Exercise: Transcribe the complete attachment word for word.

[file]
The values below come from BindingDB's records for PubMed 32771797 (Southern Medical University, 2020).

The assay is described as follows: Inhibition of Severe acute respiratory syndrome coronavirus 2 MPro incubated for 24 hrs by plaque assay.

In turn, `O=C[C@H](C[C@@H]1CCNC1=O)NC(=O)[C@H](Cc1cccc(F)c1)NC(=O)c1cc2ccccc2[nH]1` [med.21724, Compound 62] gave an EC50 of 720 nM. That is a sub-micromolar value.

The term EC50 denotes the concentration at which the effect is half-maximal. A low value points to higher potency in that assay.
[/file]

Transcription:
The values below come from BindingDB's records for PubMed 32771797 (Southern Medical University, 2020).

The assay is described as follows: Inhibition of Severe acute respiratory syndrome coronavirus 2 MPro incubated for 24 hrs by plaque assay.

In turn, `O=C[C@H](C[C@@H]1CCNC1=O)NC(=O)[C@H](Cc1cccc(F)c1)NC(=O)c1cc2ccccc2[nH]1` [med.21724, Compound 62] gave an EC50 of 720 nM. That is a sub-micromolar value.

The term EC50 denotes the concentration at which the effect is half-maximal. A low value points to higher potency in that assay.